U.S. NEWS
11/25/2017 08:12 pm ET Updated Nov 26, 2017

Joe Arpaio Pressed Charges To Hurt Jeff Flake Politically, Lawsuit Argues

A judge says Arpaio pushed for a case against Flake's son.

Former Maricopa County Sheriff Joe Arpaio has been hit with a lawsuit claiming he maliciously pressed charges against a member of Jeff Flake’s family to hurt the Arizona Republican senator politically.

President Donald Trump pardoned Arpaio in August after the former sheriff was convicted of criminal contempt for willfully violating a federal judge’s order and unlawfully detaining individuals solely based on suspicions about their legal status.

Flake is a harsh critic of Trump. When the senator announced in October he would not seek re-election in 2018, he warned of the Trump administration: “We must never regard as normal the regular and casual undermining of our democratic norms and ideals.”

Flake’s son Austin Flake is bringing a malicious-prosecution lawsuit against Arpaio for pursuing felony animal cruelty charges against him and his then-wife, Logan Flake. The couple had been watching dogs at a Phoenix kennel operated by Logan’s parents in the summer of 2014 when an air conditioner failed and more than 20 dogs died of heat exhaustion.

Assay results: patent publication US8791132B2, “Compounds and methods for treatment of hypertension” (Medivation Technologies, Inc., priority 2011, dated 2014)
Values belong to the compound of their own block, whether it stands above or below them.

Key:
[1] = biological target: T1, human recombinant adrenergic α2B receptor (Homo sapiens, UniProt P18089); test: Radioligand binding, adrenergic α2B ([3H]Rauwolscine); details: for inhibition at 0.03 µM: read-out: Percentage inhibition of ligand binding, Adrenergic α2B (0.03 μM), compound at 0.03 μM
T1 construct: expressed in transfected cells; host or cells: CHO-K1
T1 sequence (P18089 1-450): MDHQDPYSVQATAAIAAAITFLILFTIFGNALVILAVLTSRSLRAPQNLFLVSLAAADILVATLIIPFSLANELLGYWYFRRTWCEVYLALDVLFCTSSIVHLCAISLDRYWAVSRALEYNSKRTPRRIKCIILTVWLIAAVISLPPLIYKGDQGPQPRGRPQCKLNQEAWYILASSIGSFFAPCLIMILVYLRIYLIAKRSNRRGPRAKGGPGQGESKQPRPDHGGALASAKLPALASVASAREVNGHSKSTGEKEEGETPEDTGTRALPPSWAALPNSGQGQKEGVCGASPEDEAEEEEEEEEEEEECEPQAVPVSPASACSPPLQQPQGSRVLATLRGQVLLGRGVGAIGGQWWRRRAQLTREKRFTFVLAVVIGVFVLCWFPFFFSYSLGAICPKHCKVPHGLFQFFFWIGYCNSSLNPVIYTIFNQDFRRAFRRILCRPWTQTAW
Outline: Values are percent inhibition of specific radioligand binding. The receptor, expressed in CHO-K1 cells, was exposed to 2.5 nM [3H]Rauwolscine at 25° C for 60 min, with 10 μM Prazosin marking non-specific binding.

Logan Flake’s parents ultimately pleaded guilty to animal cruelty after an expert testified that the air conditioner had not been properly maintained, The Associated Press reported, and charges against Austin and Logan Flake were dismissed at the request of prosecutors.

U.S. District Judge Neil Wake later ruled that charges were initially brought “because of pressure from Arpaio,” who not only came after the couple but conducted surveillance on the senator’s home and examined Austin Flake’s phone records in an effort to tie the incident to the senator. Jeff Flake and Arpaio had been clashing over the lawman’s harsh crackdown on immigrants.

The former sheriff has insisted in a deposition that he was only following the recommendations of his investigators.

The case is scheduled to go to court on Dec. 5.

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